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Council’s Devon Reese to report conflicts of interest to state after being hit with ethics complaint


Reno City Council member Devon Reese must comply with a handful of orders handed down by the Nevada Ethics Commission this month after cause was found in a complaint filed last year alleging he violated a handful of state ethics laws. 

The complaint, filed in September 2022, alleges Reese did not disclose business relationships with several employee union groups, and he did not recuse himself from contract negotiations with those groups or votes to approve those contracts. 

Reese works as an attorney for the Hutchison and Steffen law firm. 

The commission’s review panel determined that two of the five violations noted in the complaint were valid.

As a result, Reese has to participate in ethics training, develop a process to disclose and abstain from council activities related to his office’s clients, and submit Reno City Council meeting minutes referencing issues or clients related to the law firm for the next two years.

If Reese doesn’t meet these requirements, or has another ethics violation within the next two years, the commission will repeal the deferral agreement and may pursue additional action. 

The early 2022 collective bargaining negotiations at the center of the complaint were with the supervisory and non-supervisory groups of the Reno Protective Police Association and the supervisory group of Reno Professional Administrative Group – all represented by Hutchison and Steffen.

Reese’s biography on the law firm’s website states, “Devon is proud to represent labor unions on the entire range of labor law matters…Devon had a long history of successfully representing labor unions in a broad range of claims on behalf of the union’s members,” including on labor contracts.

The complaint, which is redacted to remove the complainant’s name, says “Council member Reese participated without disclosing his law firm represented these groups on a vote for the city to obtain outside legal representation to assist in the bargaining process… The Reno Charter requires that six of the seven members vote affirmatively to hire outside legal counsel. With one member in opposition, his [vote] was material to the outcome.”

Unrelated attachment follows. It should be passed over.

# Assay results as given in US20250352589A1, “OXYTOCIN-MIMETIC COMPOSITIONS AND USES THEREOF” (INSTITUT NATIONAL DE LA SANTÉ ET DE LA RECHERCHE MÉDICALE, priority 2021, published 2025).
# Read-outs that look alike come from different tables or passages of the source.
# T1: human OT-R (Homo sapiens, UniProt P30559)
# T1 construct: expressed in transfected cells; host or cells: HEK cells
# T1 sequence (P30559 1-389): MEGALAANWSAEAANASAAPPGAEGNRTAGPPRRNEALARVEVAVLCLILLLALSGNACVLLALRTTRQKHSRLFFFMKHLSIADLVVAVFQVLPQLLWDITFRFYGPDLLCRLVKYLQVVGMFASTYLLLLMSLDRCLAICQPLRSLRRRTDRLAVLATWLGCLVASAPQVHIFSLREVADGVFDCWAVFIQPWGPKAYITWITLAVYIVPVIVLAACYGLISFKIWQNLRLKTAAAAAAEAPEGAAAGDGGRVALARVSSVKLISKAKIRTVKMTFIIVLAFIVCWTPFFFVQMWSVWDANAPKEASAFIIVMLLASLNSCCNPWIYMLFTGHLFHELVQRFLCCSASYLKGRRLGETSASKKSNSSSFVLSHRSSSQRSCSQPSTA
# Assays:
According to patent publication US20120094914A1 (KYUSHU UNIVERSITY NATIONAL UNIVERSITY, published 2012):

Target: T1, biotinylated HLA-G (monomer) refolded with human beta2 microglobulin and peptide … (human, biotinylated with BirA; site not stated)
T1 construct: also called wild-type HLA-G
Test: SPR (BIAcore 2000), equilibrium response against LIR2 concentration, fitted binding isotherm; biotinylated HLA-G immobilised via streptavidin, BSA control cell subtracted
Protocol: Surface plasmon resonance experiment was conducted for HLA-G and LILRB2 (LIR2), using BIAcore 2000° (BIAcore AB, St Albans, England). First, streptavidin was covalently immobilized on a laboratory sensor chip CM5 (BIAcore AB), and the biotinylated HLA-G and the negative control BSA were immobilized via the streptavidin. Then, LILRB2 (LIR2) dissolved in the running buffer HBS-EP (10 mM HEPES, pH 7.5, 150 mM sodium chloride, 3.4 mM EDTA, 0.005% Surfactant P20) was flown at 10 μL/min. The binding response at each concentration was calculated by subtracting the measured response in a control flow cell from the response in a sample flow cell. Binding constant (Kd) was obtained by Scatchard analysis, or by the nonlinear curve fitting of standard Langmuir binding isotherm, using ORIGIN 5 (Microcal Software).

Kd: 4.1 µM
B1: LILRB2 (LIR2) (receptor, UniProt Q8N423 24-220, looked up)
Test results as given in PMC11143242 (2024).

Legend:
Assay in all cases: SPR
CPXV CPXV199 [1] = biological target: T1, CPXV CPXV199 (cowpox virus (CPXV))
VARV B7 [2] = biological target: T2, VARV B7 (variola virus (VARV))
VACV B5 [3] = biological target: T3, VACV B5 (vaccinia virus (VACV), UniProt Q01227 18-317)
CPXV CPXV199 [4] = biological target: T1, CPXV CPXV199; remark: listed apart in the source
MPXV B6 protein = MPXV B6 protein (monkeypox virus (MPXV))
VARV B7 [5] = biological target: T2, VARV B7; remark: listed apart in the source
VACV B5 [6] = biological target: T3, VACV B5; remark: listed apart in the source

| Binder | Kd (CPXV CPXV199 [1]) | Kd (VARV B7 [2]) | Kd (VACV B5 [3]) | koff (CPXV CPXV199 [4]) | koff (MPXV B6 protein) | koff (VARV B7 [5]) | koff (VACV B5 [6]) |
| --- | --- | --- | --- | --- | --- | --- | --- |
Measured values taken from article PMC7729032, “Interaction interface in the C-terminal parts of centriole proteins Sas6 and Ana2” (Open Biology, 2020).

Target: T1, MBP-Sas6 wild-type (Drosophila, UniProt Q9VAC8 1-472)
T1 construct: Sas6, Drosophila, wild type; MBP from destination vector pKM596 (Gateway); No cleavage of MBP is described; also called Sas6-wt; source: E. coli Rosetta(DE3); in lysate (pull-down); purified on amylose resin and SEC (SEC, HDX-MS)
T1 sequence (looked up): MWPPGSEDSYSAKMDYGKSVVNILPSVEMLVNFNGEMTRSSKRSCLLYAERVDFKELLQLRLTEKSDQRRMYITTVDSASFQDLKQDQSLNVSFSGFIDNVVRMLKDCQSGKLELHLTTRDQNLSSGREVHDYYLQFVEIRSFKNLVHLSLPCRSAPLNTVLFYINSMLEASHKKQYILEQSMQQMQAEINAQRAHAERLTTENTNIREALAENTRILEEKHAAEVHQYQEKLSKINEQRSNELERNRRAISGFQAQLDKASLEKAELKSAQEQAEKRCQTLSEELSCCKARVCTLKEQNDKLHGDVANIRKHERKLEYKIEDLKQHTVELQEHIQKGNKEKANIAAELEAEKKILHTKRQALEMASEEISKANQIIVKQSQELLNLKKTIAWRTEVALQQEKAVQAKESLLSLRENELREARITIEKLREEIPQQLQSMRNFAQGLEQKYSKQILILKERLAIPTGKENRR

Reese is also alleged to have participated in contract negotiations during closed door council deliberations and advocated for the interests of his firm’s clients. 

“Council member Reese deliberated in closed door sessions during which the public was not able to view his role, nor were meeting minutes adopted, so it is difficult to gauge the input he provided to the city staff negotiating team, but he was present and gave input both on general city positions related to all agreements and to specific terms related to the groups his firm represented,” the complaint alleges.

During the City Council’s June 8, 2022 meeting Reese disclosed that an attorney in his office represents a number of collective bargaining units. He said he had not been a part of the discussions. 

“One of the attorneys in my office does represent a number of collective bargaining units within the city. I’m actually not sure which ones they are because I’m walled off from that,” he said. “Although I receive no benefit to it, and certainly have not been a part of those discussions, I disclose it for the record.” 

Reese voted in favor of approving all of the union contracts. 

The five ethics laws cited in the complaint include using a government position to favor an entity with which he has a financial interest, participating in those negotiations for which he has a financial interest, insufficiently disclosing his interests in those negotiations or discussions, and not abstaining from the discussions and votes. 

The Ethics Commission ruled there was sufficient evidence that Reese violated state ethics laws for failing to disclose financial interests when representing or counseling in an official matter — and for failing to abstain from an official matter in which he has a financial interest.

Reese’s law firm was also hired by then-Council member Oscar Delgado, who is also executive of the Community Health Alliance. Hutchison and Steffen’s Alex Velto, who also sits on the city’s planning commission, as well as Reese’s law partner and friend, Jason Guinasso, sued a former CHA employee on behalf of CHA and Delgado. 

They settled the case out of court to keep the former employee from making complaints about CHA online.

Read the complaint and decision

Direct link here.

Kristen Hackbarth
Kristen Hackbarth
Kristen Hackbarth is a freelance editor and communications professional with more than 20 years’ experience working in marketing, public relations and communications in northern Nevada. Kristen graduated from the University of Nevada, Reno with a degree in photography and minor in journalism and has a Master of Science in Management and Leadership. She also serves as director of communications for Nevada Cancer Coalition, a statewide nonprofit. Though she now lives in Atlanta, she is a Nevadan for life and uses her three-hour time advantage to get a jump on the morning’s news.